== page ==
Σ MA = 0
The center magnet is pulled upward, trying to rotate the part clockwise. The new magnet pair we added to the left string tries to rotate the part counterclockwise. In the formula, moments/torques are expressed as (force)(distance), or:
Σ MA = 0 = F1B - F2C
The negative sign is because one torque is acting in the opposite direction. This simplifies to:
F1B = F2C
This all seems pretty straightforward so far. All we need to do is pick those new magnets on the string to be precisely the right strength when attracting across a gap to perfectly balance the force of those center magnets. Easy, right? Sadly, this is where that instability shows up.
This section is repeated from our Diamagnetism and Levitation article.
Let's review the concept of static stability. Stability refers to the tendency of a system to return to a starting position all by itself. A classic example is the marble in a bowl. In the Stable bowl, at right, the marble sits in the center of the bowl, at the bottom. If you push the marble with your finger a bit to one side, the marble will tend to move back to it's original position.
Sure, it may roll back and forth a few times, slowly dampening out. The key here is that the system tends to pull the marble back into the original position eventually.
Now look at the Unstable bowl (the upside-down one). If you're really careful, you might be able to balance the marble on top of the upside-down bowl. When you push it slightly off to one side, however, the marble then tends to move further away from the starting position. The farther away from the starting position it gets, the stronger the force pulling it even further away from the center.
The unstable system wants to find a stable position with the marble on the table, on either side of the bowl.
If we rotate the tabletop a little bit in the clockwise direction, how do the forces change?
• The center magnets get closer together, increasing the force. The torque/moment twisting the part clockwise is stronger.
• The outer magnets on a string get farther apart, decreasing the force. The torque/moment twisting the part counterclockwise is weaker.
Therefore, once we nudge it just a tiny bit of balance in a clockwise direction, the forces tend to act to push it farther off balance. This is just like that unstable ball sitting on an upsidedown bowl.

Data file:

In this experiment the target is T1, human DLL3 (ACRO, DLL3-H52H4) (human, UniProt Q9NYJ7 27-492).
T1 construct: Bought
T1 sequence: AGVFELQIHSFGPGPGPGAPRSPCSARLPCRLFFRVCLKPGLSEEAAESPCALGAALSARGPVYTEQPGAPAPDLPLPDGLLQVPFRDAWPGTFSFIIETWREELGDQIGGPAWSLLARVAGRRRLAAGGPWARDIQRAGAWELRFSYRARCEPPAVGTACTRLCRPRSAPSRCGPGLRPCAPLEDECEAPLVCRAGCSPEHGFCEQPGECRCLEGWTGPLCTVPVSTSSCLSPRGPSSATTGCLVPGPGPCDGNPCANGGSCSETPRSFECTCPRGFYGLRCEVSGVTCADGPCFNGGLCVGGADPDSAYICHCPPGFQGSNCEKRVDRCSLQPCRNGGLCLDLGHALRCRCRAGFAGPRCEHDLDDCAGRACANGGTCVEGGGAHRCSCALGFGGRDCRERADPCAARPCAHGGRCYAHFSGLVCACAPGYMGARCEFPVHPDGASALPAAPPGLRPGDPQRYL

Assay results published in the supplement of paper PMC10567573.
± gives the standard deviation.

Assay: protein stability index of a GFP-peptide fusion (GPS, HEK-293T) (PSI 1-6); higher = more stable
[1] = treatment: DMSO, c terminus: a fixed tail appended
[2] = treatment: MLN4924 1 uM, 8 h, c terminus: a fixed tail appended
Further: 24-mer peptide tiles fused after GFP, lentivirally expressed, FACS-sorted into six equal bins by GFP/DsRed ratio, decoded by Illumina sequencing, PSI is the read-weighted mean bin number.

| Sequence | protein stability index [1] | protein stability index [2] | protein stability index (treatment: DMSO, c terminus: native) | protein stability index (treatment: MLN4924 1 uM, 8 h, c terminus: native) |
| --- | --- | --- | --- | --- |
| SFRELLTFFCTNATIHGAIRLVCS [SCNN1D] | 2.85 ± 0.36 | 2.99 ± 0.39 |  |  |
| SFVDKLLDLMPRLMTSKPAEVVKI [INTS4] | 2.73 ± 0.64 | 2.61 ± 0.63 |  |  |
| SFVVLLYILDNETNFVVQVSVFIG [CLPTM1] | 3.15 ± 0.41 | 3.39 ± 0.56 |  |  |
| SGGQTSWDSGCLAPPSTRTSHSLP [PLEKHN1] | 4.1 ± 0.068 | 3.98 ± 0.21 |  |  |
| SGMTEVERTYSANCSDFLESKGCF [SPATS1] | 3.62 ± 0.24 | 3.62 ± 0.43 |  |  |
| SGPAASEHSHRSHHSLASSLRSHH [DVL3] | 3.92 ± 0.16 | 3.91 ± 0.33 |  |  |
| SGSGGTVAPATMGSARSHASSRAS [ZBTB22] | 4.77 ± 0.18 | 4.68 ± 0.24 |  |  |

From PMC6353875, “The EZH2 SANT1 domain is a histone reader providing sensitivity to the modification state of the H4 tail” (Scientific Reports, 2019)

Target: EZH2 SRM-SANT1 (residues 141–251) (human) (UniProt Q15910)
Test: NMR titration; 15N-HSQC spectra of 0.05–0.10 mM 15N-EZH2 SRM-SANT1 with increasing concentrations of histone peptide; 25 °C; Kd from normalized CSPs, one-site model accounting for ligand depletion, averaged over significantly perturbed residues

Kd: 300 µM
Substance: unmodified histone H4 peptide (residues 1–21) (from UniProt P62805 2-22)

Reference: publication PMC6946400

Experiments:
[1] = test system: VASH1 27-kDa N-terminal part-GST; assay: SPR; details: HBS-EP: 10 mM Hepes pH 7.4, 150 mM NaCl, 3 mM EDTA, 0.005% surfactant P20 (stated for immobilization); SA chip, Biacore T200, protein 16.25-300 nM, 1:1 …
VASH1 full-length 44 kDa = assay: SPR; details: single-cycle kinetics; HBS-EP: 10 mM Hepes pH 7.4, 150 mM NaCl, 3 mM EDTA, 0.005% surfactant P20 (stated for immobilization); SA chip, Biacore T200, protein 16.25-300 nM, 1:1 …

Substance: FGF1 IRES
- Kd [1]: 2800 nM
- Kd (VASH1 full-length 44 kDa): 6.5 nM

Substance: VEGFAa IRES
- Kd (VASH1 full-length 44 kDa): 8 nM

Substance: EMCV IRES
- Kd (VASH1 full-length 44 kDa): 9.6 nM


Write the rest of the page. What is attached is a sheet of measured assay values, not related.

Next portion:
What happens to the forces if you rotate the part counterclockwise? Pause and think through it yourself.
• The center magnets get farther apart, decreasing the force. The torque/moment twisting the part clockwise is weaker.
• The outer magnets on a string get closer together, increasing the force. The torque/moment twisting the part counterclockwise is stronger.
Again, a small nudge off balance makes the part move more, getting further imbalanced. It isn’t stable no matter which way we push it.
No thanks, we’ll stop here. Adding magnets to the remaining strings won’t solve this stability problem. It only adds to it.
We demonstrate our attempts to try this out in our video on the topic. It also includes some larger examples we constructed.
This has been a fun topic to explore, even though it’s such a strange, obscure object. It’s not like we expect thousands of people to start building magnetic tensegrity tables.
Is all of this really relevant to anything? In some ways, it sure is. There are many structures in the world that use these tensegrity concepts. We read about civil engineering feats like bridges and stadium domes that use these ideas. There were also some related, more common applications that use pre-loaded members like the tensegrity table, from large cranes to the human spine.
It’s also another example of many questions that start with, “If I set up this complex magnetic structure, will it levitate (in a stable way)?” We don't like saying that a thing can't be done, but it's often true for questions like these. At least we were able to build some neat structures for this one!